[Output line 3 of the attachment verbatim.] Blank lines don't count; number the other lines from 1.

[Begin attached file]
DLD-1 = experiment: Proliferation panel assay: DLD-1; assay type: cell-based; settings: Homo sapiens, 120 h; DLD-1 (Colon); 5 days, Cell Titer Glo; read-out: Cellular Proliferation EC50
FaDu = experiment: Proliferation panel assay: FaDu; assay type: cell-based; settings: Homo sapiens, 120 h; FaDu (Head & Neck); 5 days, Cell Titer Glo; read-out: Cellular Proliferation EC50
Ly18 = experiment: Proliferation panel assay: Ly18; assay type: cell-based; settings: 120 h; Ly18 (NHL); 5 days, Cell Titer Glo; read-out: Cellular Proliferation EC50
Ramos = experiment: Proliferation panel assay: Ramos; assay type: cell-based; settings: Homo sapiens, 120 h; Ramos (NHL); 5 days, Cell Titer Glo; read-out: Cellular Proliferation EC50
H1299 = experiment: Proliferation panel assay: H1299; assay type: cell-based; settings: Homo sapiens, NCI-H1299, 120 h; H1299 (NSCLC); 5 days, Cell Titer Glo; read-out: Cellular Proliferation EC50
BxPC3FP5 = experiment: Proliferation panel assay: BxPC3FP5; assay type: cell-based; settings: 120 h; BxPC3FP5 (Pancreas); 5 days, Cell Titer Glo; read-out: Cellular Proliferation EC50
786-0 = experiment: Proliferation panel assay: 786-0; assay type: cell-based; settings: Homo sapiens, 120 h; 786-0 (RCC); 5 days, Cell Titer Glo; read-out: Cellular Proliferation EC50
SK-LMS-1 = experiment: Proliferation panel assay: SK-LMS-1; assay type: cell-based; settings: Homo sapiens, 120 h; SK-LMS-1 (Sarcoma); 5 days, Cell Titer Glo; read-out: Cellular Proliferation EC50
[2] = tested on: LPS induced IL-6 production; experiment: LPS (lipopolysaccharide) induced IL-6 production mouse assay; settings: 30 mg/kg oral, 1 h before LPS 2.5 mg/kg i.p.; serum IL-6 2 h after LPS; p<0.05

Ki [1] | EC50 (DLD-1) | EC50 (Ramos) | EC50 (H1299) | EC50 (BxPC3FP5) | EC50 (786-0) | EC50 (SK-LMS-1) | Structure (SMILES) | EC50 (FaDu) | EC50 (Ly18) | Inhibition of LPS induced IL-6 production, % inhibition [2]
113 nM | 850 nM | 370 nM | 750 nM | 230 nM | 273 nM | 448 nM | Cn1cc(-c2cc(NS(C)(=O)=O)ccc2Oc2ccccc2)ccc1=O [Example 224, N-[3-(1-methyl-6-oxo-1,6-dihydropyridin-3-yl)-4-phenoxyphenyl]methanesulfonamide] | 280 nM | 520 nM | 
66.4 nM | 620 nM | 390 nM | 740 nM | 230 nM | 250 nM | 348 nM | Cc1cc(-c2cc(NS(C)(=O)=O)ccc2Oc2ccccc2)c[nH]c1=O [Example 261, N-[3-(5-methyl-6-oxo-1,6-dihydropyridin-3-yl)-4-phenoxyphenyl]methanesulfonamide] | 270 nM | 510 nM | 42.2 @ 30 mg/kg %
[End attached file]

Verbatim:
Ly18 = experiment: Proliferation panel assay: Ly18; assay type: cell-based; settings: 120 h; Ly18 (NHL); 5 days, Cell Titer Glo; read-out: Cellular Proliferation EC50